Reconstructions of life expectancy often disagree with one another. The different methods that demographers have used sometimes produce conflicting results, the quality and quantity of statistical data available for examination varies, and expectations differ. Researchers working in roughly the period 1950-1975 apparently expected to find lower levels of life expectancy in the past and present than researchers working in more recent years. In deciding which life expectancy estimates to use, I have often taken more recent work to supersede earlier work. That approach biases estimates upward, especially for the years since about 1950. Since so many agencies provide estimates of life expectancy for the period since 1950, I concentrated my search for sources on the earlier period, and especially on the periods during which each country's health transition might have begun. I accepted and have used World Bank and UN estimates of life expectancy since 1950 for countries for which there is little reliable evidence, but I suspect that those estimates are often too high.

Sometimes it proved impossible to choose between two or more versions of the life expectancy history of a country. Those cases are mentioned in the brief summary histories of each country.

For countries for which quantitative evidence is limited, it is often difficult to make firm estimates of life expectancy or to specify the period when the health transition began. Readers will notice that I have often used an estimate above 30 years to suggest that gains in survival may have begun in an earlier period. That is, of course, a rough estimate; when made it assumes that a country belongs to the large group of pre health transition countries with comparatively low life expectancy, between 20 and 30 years, rather than to the small group of countries known to have had expectancies above 30 years for much of the pre transition era.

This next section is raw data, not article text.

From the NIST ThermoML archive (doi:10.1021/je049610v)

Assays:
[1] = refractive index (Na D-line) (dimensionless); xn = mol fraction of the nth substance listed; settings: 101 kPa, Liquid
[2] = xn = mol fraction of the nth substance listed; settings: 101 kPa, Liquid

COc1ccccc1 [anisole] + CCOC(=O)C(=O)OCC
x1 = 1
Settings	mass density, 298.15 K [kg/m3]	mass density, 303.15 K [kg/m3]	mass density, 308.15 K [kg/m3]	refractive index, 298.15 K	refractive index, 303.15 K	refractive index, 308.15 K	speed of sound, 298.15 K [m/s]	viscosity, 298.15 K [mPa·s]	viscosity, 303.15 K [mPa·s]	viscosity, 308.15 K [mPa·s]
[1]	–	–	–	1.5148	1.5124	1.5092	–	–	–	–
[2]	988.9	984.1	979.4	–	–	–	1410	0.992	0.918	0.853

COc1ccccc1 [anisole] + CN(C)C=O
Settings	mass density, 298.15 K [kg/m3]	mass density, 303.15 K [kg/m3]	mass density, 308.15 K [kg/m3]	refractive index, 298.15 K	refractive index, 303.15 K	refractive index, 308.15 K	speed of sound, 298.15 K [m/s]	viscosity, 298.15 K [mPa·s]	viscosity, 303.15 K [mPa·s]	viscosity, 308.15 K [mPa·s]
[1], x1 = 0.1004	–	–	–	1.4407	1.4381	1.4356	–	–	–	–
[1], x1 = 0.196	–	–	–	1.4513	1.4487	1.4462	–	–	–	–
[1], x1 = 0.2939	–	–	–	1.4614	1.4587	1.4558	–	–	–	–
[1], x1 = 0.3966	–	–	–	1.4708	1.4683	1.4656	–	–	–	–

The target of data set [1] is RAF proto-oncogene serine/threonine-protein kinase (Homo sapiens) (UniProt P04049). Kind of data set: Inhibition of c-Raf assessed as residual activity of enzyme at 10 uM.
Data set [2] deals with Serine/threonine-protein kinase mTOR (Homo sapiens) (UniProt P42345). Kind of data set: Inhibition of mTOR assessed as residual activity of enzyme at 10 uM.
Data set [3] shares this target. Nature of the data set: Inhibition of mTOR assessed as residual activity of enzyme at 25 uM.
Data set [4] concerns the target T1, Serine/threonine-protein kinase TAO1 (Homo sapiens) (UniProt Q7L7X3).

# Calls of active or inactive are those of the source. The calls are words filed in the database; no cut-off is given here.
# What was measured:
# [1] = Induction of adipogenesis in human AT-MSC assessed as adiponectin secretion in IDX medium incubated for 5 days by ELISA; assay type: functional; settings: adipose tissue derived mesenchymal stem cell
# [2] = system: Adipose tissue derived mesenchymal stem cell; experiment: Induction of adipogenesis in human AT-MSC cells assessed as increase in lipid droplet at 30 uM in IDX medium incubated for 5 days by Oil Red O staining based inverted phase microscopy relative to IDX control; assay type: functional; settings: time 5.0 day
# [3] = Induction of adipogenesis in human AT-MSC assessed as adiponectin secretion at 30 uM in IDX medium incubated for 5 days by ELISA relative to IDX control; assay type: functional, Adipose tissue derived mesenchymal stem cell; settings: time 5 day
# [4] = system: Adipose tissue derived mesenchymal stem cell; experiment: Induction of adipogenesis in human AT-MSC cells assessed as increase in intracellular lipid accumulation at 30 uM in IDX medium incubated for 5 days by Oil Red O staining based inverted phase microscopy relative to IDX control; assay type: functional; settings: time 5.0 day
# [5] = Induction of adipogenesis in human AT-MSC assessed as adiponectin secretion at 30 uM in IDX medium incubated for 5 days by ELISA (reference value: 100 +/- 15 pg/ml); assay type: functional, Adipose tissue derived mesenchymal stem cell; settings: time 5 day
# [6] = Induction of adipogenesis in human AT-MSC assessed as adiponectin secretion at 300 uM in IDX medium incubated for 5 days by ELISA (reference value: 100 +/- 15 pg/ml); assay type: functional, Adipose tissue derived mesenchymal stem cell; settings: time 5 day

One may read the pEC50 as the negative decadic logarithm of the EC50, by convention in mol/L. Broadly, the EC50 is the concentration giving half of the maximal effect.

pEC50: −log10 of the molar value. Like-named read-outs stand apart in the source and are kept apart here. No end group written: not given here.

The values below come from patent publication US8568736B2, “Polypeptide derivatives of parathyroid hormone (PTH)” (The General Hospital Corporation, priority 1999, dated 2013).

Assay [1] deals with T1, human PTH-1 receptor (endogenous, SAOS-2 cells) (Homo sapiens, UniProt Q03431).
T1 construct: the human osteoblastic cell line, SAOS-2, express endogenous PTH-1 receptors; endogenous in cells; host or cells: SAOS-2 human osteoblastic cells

This list includes sources for the estimates that I did not adopt. Thus any researcher can test my conclusions and choices by going back over the same material I examined. I hope this bibliography will prove useful for that purpose, as a convenient place to begin research on the history of life expectancy, and as a stimulus to the comparative study of controling hazards to survival.

abstracts:

"Estimates of Regional and Global Life Expectancy, 1800-2000"

Historians and demographers have gone to considerable trouble to reconstruct life expectancy in the past in individual countries. This essay collects information from a large body of that work and links estimates for historical populations to those provided by the United Nations, the World Bank, and other sources for 1950-2001 to produce a picture of regional and global life expectancy at birth for certain years from 1800 to 2001.

"The Timing and Pace of Health Transitions around the World"

This essay assembles estimates from some 700 mostly national studies of survival in the past to create a broad picture of regional and global life expectancy gains across space and time, and to examine some implications of that picture. At the initiation of their health transitions most countries had a life expectancy between 25 and 35 years. Counties that began later made gains at a faster pace, which is well known. Those faster gains are usually associated with the dissemination of western medicine. But rapid gains occurred in the period 1920-1950, largely before the availability of antibiotics or the modern vaccines. Especially rapid gains came in the years immediately after World War II in countries where the leading causes of death were communicable diseases that could be managed with antibiotics as well as in countries where the leading causes of death were degenerative organ diseases. Both periods of rapid gain await satisfactory explanation.

[ Return to last page | Return to Home Page ]


© 2005  Max-Planck-Gesellschaft